10. Florida Has the Largest Alligator Population in the US

With over 1.3 million alligators living there, Florida has more “Gators” than any other state in the country. Florida’s alligators can grow to impressive lengths of up to 15 feet, head to tail, and live to almost 50 years of age.

Once listed as an endangered species, the American alligator has made a remarkable recovery due to conservation efforts. The American alligator was removed from the U.S. Endangered Species List in 1987.

11. The Official State Animal of Florida Is the Florida Panther

Found in south Florida, the endangered Florida Panther can grow up to seven feet long and weigh in at over 160 pounds. Florida Panthers mainly keep to themselves and get together only to mate.

With a dwindling population of only about 200 in the wild, there’s no need to worry about bumping into one along Lincoln Road in South Beach.

12. Over 130 Million People Visit Florida Each Year

Along with approximately 125 million domestic visitors, seven million foreign travelers also made their way to the Sunshine State in 2022. Its warm climate, gorgeous beaches, and many theme parks make Florida the most visited state in the US each and every year.

13. Travel + Leisure Magazine Named Seaside Florida as “The Best Beach on Earth for Families”

A staircase with railings leading down to a beach with white sand, named as the "The Best Beach on Earth for Families" Seaside Florida, an item on the list of facts about the state.

Seaside, USA – April 25, 2018: Wooden white pavilions by beach ocean with coastline in Florida sand architecture view during sunny day/Andriy Blokhin/Shutterstock

Tucked away between Panama City and Destin, on Florida’s Emerald Coast, the little town of Seaside offers the perfect family getaway. Its pristine beaches boast powder-white sand, teal-green Gulf waters, and lots of colorful rental cottages that feature a classic Florida vibe.

You might also recognize Seaside as the setting for Jim Carey’s 1998 hit movie “The Truman Show.”

14. The Oldest Living Palm Tree in the United States Is in Florida

A Sabal Palmetto tree estimated to be over 2,000 years old, still grows in Florida’s east coast town of Jupiter. The hardy Sabal Palmetto is salt and drought-tolerant and can withstand a wide range of temperatures.

The Sabal Palmetto is also the state tree of both Florida and South Carolina.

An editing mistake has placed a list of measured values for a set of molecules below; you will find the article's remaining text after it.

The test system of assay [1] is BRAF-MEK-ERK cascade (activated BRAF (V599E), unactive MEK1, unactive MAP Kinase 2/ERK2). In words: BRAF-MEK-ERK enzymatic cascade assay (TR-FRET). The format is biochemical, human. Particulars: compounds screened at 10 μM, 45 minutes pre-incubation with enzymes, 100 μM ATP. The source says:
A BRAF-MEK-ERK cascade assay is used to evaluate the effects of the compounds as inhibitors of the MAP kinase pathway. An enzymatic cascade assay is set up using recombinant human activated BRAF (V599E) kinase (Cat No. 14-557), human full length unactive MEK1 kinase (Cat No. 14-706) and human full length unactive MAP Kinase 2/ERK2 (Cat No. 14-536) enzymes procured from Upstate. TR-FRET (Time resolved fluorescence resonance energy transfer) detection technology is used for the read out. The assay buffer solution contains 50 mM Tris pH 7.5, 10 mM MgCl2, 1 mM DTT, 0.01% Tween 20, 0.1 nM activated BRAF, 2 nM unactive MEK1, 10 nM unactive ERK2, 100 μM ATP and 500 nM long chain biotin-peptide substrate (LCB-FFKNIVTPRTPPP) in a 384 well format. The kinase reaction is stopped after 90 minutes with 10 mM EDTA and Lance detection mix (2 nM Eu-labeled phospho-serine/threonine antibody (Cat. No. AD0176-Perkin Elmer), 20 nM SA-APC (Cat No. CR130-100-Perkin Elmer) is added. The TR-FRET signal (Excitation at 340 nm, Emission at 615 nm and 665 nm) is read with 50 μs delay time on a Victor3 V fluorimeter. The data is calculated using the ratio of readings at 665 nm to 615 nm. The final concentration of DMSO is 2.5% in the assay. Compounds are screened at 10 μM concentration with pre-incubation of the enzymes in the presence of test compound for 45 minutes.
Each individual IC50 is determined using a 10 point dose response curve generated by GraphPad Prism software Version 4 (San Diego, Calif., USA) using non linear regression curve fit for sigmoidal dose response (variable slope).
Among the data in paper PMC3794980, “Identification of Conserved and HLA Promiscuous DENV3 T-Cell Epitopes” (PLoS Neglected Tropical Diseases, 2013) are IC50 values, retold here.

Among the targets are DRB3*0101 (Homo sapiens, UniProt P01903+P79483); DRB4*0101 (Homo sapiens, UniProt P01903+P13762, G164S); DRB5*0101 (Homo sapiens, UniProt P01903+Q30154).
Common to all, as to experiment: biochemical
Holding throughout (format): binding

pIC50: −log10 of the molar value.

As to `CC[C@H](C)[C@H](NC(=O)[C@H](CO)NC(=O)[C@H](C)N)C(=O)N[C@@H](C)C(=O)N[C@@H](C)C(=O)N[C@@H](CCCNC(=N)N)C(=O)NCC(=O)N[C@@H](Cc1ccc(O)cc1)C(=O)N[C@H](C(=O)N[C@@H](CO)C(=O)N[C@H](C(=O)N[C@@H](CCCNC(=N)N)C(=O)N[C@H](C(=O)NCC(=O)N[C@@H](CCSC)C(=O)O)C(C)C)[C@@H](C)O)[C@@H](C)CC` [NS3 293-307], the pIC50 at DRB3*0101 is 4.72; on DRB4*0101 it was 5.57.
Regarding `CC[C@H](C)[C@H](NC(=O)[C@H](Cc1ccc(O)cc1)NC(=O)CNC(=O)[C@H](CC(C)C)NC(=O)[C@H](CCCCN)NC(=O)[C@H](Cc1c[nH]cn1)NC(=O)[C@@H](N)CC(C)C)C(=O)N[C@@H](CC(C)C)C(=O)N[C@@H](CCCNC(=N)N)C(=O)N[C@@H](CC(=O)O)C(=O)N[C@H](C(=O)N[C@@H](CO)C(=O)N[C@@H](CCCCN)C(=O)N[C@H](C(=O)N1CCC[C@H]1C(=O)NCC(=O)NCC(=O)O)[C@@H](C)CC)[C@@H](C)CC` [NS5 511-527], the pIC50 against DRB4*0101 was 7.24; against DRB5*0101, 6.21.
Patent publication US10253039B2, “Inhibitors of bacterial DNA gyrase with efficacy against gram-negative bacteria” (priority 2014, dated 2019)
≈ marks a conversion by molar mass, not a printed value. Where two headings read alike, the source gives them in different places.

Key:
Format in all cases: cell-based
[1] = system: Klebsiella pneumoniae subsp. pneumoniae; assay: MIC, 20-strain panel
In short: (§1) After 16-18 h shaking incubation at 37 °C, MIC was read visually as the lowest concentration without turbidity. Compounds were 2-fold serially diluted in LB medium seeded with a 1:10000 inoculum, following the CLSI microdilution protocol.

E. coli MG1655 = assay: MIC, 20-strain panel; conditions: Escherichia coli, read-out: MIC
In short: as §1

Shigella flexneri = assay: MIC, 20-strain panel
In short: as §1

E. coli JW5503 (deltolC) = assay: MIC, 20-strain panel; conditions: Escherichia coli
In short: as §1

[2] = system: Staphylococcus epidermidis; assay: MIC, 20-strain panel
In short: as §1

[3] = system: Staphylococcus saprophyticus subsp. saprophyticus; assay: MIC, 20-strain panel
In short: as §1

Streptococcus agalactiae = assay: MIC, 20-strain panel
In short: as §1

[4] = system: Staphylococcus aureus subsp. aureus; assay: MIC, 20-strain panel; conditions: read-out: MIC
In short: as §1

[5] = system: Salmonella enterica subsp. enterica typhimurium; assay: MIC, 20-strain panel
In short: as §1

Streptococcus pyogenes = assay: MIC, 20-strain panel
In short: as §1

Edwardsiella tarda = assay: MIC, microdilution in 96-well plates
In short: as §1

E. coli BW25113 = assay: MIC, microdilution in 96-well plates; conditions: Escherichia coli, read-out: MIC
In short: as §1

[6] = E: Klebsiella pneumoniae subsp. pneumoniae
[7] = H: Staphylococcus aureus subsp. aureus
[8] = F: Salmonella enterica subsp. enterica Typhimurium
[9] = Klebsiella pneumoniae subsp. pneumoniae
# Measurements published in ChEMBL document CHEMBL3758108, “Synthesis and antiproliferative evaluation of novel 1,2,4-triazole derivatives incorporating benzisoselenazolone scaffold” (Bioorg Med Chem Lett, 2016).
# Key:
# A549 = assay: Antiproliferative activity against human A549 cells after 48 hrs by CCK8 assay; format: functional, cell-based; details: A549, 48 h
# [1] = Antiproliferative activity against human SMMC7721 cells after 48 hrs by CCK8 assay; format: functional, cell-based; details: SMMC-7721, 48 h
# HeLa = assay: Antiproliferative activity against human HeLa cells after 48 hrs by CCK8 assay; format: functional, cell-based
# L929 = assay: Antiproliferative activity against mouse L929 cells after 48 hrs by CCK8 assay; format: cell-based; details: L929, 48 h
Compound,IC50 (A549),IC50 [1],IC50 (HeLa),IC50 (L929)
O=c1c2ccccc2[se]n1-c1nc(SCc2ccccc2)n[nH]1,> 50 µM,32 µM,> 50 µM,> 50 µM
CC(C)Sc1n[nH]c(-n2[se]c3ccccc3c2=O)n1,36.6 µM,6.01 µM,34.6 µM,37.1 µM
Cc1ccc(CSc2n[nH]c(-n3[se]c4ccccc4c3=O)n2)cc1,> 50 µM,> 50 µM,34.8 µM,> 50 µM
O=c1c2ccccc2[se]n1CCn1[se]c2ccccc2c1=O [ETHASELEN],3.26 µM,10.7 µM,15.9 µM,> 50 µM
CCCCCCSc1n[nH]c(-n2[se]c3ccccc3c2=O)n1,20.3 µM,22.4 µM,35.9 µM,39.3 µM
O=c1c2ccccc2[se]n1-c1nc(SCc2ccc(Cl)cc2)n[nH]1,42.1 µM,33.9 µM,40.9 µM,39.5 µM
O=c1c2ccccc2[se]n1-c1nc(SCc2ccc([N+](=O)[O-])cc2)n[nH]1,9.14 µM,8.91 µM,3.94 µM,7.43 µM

15. Florida Has Two Official State Songs

Florida adopted the fittingly titled “Old Folks at Home” (also known as “Swanee River”), in 1935. Written by Stephen Foster in 1851, the song contained a number of offensive lyrics and was revised in 2008.

In the same year, Florida also added the more up-to-date “Florida, Where the Sawgrass Meets the Sky”, written by Jan Hinton in 1997, as its second official state song.

16. Orlando, Florida Has 14 Different Major Theme Parks

Disney World alone has six parks – Magic Kingdom, Epcot, Hollywood Studios, Disney’s Animal Kingdom, Typhoon Lagoon, and Blizzard Beach.

The Universal Studios family of theme parks includes Universal Studios Florida, Universal’s Islands of Adventure, Volcano Bay, and the soon-to-be-opened Epic Universe.

Then there’s SeaWorld, SeaWorld’s water park – Aquatica, and SeaWorld’s Discovery Cove park. Not to mention Legoland’s theme and water parks, along with their Peppa Pig Theme Park. Whew!

17. Florida Is Home to the Largest Subtropical Wilderness in the United States

A large swamp with overgrowth of plants with spaces for water pathway, the Florida Everglades, the largest subtropical wilderness in the US, one of the known facts about Florida.


The Florida Everglades holds the title of the largest subtropical wilderness in the US. About 2,400 square miles of the area fall under National Park Service control.

The Park Service operates several campgrounds and offers guided tours as well as a variety of educational programs. It’s not uncommon to spot an alligator sunning itself along one of the park’s many wooden walkways.

18. The Florida Keys Stretch Out for Over 180 Miles

Forty-two bridges connect the 800 individual islands that make up the Florida Keys. The Florida Keys stretch 180 miles from end to end. The southernmost island – Key West – is only 90 miles from Cuba and closer to Havana than to Miami.

Driving down to Key West from Miami can take up to seven or eight hours, depending on traffic, as much of the route has only one lane each way, and also passes through many small towns with stop signs and traffic signals.

19. Florida is the Most Hurricane-Prone State in the US

Of the 292 recorded hurricanes that have landed on U.S. soil since 1851, forty-one percent (120) have made landfall in Florida.